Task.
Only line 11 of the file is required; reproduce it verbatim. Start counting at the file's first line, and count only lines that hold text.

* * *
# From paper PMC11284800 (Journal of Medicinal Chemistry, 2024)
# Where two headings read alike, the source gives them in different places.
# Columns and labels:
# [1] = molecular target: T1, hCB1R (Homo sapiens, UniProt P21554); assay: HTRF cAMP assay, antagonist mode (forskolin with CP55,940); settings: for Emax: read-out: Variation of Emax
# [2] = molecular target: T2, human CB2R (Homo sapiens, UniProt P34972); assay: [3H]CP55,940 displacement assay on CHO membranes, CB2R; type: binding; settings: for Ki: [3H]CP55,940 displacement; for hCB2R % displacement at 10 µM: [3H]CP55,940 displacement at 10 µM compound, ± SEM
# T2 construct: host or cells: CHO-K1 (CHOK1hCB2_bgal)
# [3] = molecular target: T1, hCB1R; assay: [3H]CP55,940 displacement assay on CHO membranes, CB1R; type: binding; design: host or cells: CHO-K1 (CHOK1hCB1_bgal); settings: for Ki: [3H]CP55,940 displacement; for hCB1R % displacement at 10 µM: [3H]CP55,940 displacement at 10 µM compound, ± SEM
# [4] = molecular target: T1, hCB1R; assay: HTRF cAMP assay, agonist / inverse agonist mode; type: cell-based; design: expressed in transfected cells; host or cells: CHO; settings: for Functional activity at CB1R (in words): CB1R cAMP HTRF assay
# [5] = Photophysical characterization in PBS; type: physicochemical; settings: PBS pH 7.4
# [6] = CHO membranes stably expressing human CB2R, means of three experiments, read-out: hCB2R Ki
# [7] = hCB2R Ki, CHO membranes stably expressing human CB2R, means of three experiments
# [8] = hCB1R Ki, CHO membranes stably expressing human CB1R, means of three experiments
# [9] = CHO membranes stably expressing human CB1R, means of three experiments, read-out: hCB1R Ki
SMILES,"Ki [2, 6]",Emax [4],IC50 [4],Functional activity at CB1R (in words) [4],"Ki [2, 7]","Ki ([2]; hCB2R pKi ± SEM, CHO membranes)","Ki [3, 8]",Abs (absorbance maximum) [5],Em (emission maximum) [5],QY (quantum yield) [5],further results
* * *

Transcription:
# [7] = hCB2R Ki, CHO membranes stably expressing human CB2R, means of three experiments